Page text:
Pollinator Plants for the Southern Plains

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As Digital Content Editor Christine Alexander explains, pollinators play a vital role in our ecosystem and we should all be doing our part to support their populations:

“Pollinators play an integral part in the food chain that we simply cannot replicate for impact. They affect all living things, from the green growing variety on up to us bipeds. There’s no beating around the bush—pollinators = food. So whenever you see a happy little bee nosing around your flowers, tip your hat and say thank you very much for their service.”

Whether you have the space to create an expansive, pollinator-friendly landscape or just enough room to pot up a couple plants that are pollinator favorites, we can all do our part in helping these beneficial bugs. A good place to start is seeking out the plants that support the pollinators native to our area. To aid in that search, we asked regional experts to share some of the best pollinator plants for their region. Below, you’ll find four picks for the Southern Plains. To learn even more about gardening for pollinators, check out Gardening for Pollinators: Everything You Need to Know and Grow for a Gorgeous Pollinator Garden.


Foxglove penstemon
Photo: millettephotomedia.com

1. Foxglove penstemon

 Name: Penstemon cobaea

Zones: 5–8

Size: 1 to 2 feet tall and wide

Conditions: Full sun to partial shade; dry to medium soil

Native range: Southern and central United States

Foxglove penstemon emulates spring excitement when it pops up. Showy, large, tubular flowers stand out in a variety of colors. The blooms range from white to pinks and purples. True to its name, the plant resembles the more widely recognized foxglove (Digitalis purpurea, Zones 4–8), but it brings the many benefits of a native plant. This perennial is the larval host for the dotted checkerspot butterfly and attracts a wide variety of moths. Many additional pollinators frequent the flowers, including other butterflies, native bees, bumblebees, and hummingbirds. The bell-shaped flowers sit next to each other up and down the flower stalk. After it has bloomed, the flower stalk can be cut back or left for seeds to ripen (and feed seed-eating birds).

 

White Mistflower
Photo: courtesy of Marilyn McBroom Knight

2. White Mistflower

Name: Ageratina havanensis

Zones: 7–11

Size: 3 to 6 feet tall and wide

Conditions: Full sun to partial shade; well-drained soil

Native range: Edwards Plateau in Texas to northern Mexico; Cuba

In fall, white mistflower is carpeted in fuzzy, fragrant white blooms that pollinators flock to. It’s a favorite of monarch butterflies, who stop by on their way to Mexico to get a drink of its nectar for their long flight. Many other butterflies—as well as hummingbirds, moths, and bees—enjoy the blossoms too. Not only does white mistflower provide ample nectar and pollen, but it also serves as the larval host plant for Rawson’s metalmark butterfly. A hard prune in late winter will promote more blooms and a denser shrub shape. In spring, a secondary, optional light pruning will shape it further and control the height. White mistflower performs best in full sun. While it will take partial shade, that often results in a stretched plant with fewer flowers.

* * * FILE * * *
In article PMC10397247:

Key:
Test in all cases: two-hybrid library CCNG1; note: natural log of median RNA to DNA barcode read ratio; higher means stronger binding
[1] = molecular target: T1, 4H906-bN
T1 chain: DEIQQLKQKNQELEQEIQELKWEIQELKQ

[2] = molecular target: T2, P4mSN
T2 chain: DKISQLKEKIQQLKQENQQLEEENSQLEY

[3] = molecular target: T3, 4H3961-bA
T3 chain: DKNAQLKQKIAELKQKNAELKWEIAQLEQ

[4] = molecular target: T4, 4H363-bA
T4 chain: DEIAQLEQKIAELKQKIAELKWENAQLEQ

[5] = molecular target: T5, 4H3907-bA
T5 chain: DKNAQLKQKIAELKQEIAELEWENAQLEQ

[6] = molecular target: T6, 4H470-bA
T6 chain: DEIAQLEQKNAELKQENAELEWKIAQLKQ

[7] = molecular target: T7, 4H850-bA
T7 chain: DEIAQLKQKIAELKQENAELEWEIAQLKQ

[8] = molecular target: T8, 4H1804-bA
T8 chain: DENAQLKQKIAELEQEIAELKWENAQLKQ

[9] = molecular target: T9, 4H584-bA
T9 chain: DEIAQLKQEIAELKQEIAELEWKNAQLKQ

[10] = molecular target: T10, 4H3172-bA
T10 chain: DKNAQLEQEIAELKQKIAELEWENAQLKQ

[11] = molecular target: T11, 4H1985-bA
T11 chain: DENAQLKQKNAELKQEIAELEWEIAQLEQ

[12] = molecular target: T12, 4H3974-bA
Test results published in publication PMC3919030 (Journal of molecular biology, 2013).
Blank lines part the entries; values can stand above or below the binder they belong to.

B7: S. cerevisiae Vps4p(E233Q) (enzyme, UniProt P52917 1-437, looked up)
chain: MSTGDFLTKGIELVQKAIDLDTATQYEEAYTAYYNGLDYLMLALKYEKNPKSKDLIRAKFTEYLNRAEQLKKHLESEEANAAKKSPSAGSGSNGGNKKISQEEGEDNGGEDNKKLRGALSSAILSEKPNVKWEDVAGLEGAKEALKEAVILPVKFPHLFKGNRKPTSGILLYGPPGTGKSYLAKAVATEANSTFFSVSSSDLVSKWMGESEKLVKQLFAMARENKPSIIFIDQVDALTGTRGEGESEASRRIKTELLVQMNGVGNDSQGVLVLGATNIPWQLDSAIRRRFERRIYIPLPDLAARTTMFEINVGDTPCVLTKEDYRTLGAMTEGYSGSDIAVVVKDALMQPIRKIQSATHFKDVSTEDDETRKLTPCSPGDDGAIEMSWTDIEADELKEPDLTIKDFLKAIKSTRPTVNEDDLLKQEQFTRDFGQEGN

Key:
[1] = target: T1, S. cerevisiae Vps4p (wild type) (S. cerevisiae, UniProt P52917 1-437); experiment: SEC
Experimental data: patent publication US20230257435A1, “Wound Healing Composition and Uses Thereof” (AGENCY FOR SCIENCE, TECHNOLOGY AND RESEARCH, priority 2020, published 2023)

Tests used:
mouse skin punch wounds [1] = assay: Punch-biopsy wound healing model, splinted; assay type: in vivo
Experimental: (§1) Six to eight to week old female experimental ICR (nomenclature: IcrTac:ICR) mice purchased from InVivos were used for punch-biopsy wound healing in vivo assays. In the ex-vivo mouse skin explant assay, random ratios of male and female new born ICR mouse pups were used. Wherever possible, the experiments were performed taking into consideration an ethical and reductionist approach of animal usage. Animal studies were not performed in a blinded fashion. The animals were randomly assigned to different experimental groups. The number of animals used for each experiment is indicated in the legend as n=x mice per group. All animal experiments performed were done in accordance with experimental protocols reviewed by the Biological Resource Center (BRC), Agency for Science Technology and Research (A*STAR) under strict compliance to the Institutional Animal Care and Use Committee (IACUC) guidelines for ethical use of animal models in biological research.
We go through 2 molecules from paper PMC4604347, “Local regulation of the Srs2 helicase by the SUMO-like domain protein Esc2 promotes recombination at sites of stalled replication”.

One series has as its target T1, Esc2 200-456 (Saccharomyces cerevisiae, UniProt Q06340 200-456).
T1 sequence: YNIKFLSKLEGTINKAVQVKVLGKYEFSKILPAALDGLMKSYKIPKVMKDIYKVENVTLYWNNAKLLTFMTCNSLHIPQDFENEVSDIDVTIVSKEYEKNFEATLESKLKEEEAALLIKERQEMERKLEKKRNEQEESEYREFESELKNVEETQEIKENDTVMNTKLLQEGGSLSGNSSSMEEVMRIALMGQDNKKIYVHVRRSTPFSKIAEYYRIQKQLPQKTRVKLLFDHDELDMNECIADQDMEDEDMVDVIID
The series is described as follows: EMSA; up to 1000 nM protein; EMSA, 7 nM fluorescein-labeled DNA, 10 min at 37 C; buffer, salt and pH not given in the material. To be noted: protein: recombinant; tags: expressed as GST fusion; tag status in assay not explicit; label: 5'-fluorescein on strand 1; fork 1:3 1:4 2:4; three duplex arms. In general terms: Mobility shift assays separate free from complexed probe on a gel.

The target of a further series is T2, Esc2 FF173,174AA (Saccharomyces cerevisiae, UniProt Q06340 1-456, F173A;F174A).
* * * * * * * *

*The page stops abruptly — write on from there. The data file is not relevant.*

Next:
Coral honeysuckle vine
Photo: millettephotomedia.com

3. Coral honeysuckle vine

Name: Lonicera sempervirens

Zones: 4–9

Size: Vining 8 to 15 feet tall and 3 to 6 feet wide

Conditions: Full sun; well-drained soil

Native range: Southeastern United States

Coral honeysuckle is an attractive spring-blooming, climbing vine. The flowers are shaped like slender trumpets that are red in color with noticeable yellow stamens. The foliage is semi-evergreen, and right below the blossoms the leaves are fused around the stem. The initial burst of blooms occurs in midspring, and then the plant will continue flowering intermittently throughout summer. Good air circulation will help prevent downy mildew. This plant is the larval host for the spring azure butterfly and the snowberry clearwing moth. Native plants like this evolved alongside native pollinators, forming a specialized, essential relationship. With so much habitat loss, it is essential for gardeners to provide these larval host plants for the pollinators that need them.

Texas Liatris
Photo: Lady Bird Johnson Wildflower Center

4. Texas Liatris

Name: Liatris punctata var. mucronata

Zones: 6–9

Size: 1 to 3 feet tall and 1 to 2 feet wide

Conditions: Full sun; dry to medium soil

Native range: South-central United States

This liatris provides a soft texture in both its fuzzy blooms and its unique foliage. Throughout spring and summer, Texas liatris acts like a polite ground cover, then in late summer the bloom spikes begin to elongate before bursting into electric purple wands. These spectacular flowers attract and support a wide array of pollinators during the fall season. Liatris looks particularly showy when planted in mass, and the blooms keep well as cut flowers. It is a terrific nectar source for butterflies and bees, and the seeds are eaten by many bird species. This species self-seeds, which can be advantageous, as it is an excellent transplant candidate due to its bulblike storage structure called a corm. Be aware that overwatering can lead to corm rot with this plant.


Amy Galloway is a horticulturist at the Lady Bird Johnson Wildflower Center in Austin, Texas.

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